In 2006, Shinya Yamanaka and his colleagues at Kyoto University, in Japan, reported that they could reprogram mouse skin cells to an embryonic-like state by adding four genes, since dubbed the Yamanaka factors. These cells, called induced pluripotent cells, can be transformed into different types of cells and tissues, and hold promise for studying disease and developing cell replacement therapies. However, scientists inserted the genes using viruses, making the cells unsuitable for human use. Now, for the first time, British and Canadian scientists have developed a way to reprogram stem cells without viruses.
According to an article on NatureNews,
Stem-cell researchers led by Andreas Nagy, of the Samuel Lunenfeld Research Institute at Mount Sinai Hospital in Toronto, Canada, and Keisuke Kaji, of the University of Edinburgh, UK, inserted genes encoding Yamanaka’s factors into a piece of DNA, or cassette, that also contained a jumping gene known as piggyBAC. The teams showed that this cassette could be inserted into the DNA of mouse and human skin cells and could reprogram them back to an embryonic-like state (K. Kaji et al. Nature doi:10.1038/nature07864; 2009, K. Woltjen et al. Nature doi:10.1038/nature07863; 2009).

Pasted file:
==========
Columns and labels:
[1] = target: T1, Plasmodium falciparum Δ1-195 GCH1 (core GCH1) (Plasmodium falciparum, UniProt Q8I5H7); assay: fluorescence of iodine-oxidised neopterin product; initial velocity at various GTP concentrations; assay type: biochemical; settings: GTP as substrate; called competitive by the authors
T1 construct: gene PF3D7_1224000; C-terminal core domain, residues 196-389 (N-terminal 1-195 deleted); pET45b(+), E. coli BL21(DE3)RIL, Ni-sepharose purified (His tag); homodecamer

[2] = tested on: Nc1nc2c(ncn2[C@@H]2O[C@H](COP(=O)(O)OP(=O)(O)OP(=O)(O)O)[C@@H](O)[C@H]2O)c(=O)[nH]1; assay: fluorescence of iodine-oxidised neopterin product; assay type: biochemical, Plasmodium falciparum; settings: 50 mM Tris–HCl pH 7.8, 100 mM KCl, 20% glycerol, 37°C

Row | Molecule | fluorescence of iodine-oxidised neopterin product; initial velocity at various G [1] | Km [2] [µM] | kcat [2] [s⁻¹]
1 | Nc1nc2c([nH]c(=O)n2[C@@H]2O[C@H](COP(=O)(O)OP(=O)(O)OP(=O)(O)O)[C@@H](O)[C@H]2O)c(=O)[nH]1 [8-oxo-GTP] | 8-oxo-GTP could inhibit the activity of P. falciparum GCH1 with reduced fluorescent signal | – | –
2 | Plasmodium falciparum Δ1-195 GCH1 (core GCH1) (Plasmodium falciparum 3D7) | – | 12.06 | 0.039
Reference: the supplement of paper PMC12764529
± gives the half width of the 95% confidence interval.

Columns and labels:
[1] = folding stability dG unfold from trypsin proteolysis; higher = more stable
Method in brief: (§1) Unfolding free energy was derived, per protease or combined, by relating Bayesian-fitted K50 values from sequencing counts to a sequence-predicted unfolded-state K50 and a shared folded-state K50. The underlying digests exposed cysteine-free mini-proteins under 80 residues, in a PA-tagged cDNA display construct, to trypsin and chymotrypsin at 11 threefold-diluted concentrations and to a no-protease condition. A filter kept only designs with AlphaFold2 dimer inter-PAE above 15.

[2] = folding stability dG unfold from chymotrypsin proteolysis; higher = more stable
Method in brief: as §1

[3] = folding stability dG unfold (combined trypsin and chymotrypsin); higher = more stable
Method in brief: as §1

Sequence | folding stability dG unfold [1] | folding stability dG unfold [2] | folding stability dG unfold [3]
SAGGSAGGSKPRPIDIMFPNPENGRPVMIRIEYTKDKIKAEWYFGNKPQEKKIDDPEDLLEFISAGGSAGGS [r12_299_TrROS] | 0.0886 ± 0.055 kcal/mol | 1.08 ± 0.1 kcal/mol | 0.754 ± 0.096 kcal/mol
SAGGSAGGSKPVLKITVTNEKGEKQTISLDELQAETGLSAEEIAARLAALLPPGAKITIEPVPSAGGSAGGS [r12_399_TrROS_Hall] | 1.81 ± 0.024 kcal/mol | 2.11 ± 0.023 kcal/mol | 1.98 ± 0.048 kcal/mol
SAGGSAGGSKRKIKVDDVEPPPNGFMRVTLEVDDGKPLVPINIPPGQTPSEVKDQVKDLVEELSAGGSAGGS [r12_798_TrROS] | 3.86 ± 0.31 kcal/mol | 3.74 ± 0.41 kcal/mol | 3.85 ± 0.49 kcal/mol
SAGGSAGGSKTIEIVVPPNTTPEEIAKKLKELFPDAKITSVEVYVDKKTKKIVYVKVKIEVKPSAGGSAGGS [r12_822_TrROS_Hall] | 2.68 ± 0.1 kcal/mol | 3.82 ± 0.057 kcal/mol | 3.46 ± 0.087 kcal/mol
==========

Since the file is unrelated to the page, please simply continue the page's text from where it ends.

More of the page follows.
The teams then used an enzyme called transposase to remove the cassette from the mouse cells. But some scientists say that until the cassette is removed from human cells, the technique is not a major advance over viral methods.
Nagy, however, is confident that he will be able to use transposase to remove the cassette from human cells. He is currently trying to use his method to reprogram cat and dog cells.
These weird virtual creatures evolve their bodies to solve problems
They show how intelligence and body plans are closely linked—and could unlock AI for robots.
Surgeons have successfully tested a pig’s kidney in a human patient
The test, in a brain-dead patient, was very short but represents a milestone in the long quest to use animal organs in human transplants.
A horrifying new AI app swaps women into porn videos with a click
Deepfake researchers have long feared the day this would arrive.
The covid tech that is intimately tied to China’s surveillance state
Heat-sensing cameras and face recognition systems may help fight covid-19—but they also make us complicit in the high-tech oppression of Uyghurs.
Get the latest updates from
MIT Technology Review
Discover special offers, top stories, upcoming events, and more.